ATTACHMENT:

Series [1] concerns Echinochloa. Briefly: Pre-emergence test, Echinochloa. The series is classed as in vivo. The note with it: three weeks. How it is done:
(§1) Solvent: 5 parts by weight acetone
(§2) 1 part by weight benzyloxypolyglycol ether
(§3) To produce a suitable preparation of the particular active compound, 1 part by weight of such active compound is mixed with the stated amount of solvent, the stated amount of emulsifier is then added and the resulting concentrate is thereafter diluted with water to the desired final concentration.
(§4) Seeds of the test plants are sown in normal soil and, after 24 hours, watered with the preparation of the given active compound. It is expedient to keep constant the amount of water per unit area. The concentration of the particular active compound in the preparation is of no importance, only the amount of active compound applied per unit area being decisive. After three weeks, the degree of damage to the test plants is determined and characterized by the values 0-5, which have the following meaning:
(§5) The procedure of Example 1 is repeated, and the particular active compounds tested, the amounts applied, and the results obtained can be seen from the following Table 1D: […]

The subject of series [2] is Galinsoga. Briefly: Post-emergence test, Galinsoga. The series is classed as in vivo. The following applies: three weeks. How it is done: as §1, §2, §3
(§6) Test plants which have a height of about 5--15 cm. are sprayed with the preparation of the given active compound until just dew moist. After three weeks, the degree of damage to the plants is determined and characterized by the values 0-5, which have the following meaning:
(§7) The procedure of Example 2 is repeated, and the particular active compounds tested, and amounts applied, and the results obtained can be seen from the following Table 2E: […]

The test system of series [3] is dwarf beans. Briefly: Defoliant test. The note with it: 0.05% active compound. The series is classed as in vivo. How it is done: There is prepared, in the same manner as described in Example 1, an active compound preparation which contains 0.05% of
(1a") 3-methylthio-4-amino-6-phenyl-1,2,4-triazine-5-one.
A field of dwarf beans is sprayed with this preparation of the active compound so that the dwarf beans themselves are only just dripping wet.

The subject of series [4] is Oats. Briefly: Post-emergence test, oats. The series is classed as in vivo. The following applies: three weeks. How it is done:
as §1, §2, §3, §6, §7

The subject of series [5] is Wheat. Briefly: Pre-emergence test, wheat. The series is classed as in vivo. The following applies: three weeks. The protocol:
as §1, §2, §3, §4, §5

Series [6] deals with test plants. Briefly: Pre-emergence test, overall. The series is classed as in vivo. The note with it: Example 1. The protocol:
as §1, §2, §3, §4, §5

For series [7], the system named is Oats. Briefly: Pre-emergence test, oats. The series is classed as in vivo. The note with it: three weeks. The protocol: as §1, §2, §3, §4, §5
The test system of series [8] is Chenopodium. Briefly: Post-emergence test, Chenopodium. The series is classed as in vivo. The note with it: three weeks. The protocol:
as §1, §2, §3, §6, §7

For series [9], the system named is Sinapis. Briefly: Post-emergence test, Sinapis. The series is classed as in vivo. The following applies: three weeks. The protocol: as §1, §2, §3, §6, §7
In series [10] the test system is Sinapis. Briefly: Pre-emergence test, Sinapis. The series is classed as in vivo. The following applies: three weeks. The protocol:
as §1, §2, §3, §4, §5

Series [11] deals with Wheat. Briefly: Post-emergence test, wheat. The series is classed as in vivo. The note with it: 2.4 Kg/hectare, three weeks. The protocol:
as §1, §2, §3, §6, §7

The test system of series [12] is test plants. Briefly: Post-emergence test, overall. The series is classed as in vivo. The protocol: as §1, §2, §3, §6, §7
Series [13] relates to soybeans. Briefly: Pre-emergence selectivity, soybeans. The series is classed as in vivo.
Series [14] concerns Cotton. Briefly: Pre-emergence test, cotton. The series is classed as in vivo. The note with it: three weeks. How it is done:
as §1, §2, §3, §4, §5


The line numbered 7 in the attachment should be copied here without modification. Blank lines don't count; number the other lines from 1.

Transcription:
The subject of series [2] is Galinsoga. Briefly: Post-emergence test, Galinsoga. The series is classed as in vivo. The following applies: three weeks. How it is done: as §1, §2, §3